Quoting Kae Verens (kae at verens.com):
> I don't understand any of this, which is why I don't bother licensing
> my code.
And there's the tragedy: There's a default licence inherent in
copyright statutes, if you fail to state one of your own, and it's
proprietary in nature: By default, the right to redistribute, make
derivative works, and numerous other key rights are reserved to the
copyright holder. This is obviously not what you intended, but is the
situation you are creating.
> I've released, for example, http://webmecms.org/ as a free
> application. People are free to use the code, modify it, sell it, do
> what the hell they want with it.
I just looked at http://webme.verens.com/_files/stable : It appears to
contain, as you say, no explicit licence statement whatsoever. So,
absent any other rights grant, you've created proprietary code that --
moreover -- many people will incorrectly assume to be unrestricted.
> I don't care whether they give me back whatever modifications they make,
> but I'd like them to feel they are free to do so. The only thing I would want
> to make sure of is that anyone that takes the source I developed, does not
> then package it under their own brand and subsequently try to sue me for
> using "their" code.
The above is a licence statement. It's not well crafted in a number of
ways, including not having a warranty disclaimer (Why on earth would you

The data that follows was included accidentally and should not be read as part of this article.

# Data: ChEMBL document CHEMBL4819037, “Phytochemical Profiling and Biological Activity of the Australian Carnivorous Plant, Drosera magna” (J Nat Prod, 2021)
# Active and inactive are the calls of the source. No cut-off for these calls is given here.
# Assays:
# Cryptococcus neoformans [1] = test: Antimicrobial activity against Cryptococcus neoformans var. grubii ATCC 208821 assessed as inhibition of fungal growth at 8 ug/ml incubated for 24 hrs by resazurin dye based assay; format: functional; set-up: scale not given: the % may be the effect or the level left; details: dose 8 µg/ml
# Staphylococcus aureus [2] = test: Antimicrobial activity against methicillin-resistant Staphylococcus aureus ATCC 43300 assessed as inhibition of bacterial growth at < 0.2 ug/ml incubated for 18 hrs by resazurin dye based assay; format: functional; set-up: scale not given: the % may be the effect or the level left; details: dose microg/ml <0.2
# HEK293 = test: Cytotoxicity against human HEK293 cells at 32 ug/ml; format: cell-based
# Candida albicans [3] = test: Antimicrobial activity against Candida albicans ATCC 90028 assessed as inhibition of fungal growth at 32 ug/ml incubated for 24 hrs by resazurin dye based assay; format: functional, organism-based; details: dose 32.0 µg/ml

be willing to endure warranty obligations on something you distribute
for free?), but you could throw a copy of it into your current release,
and improve substantially on what you have at present.
> In that context, would the GPL be worth studying to see if it matches what I
Sounds, actually, as if you're seeking a "academic" (non-copyleft) style
licence, like BSD, MIT/X, AFL. GPL, LGPL, MPL, etc. are in the copyleft
Maintained by the ILUG website team. The aim of Linux.ie is to
support and help commercial and private users of Linux in Ireland. You can
display ILUG news in your own webpages, read backend
information to find out how. Networking services kindly provided by HEAnet, server kindly donated by
Dell. Linux is a trademark of Linus Torvalds,
used with permission. No penguins were harmed in the production or maintenance
of this highly praised website. Looking for the
Indian Linux Users' Group? Try here. If you've read all this and aren't a lawyer: you should be!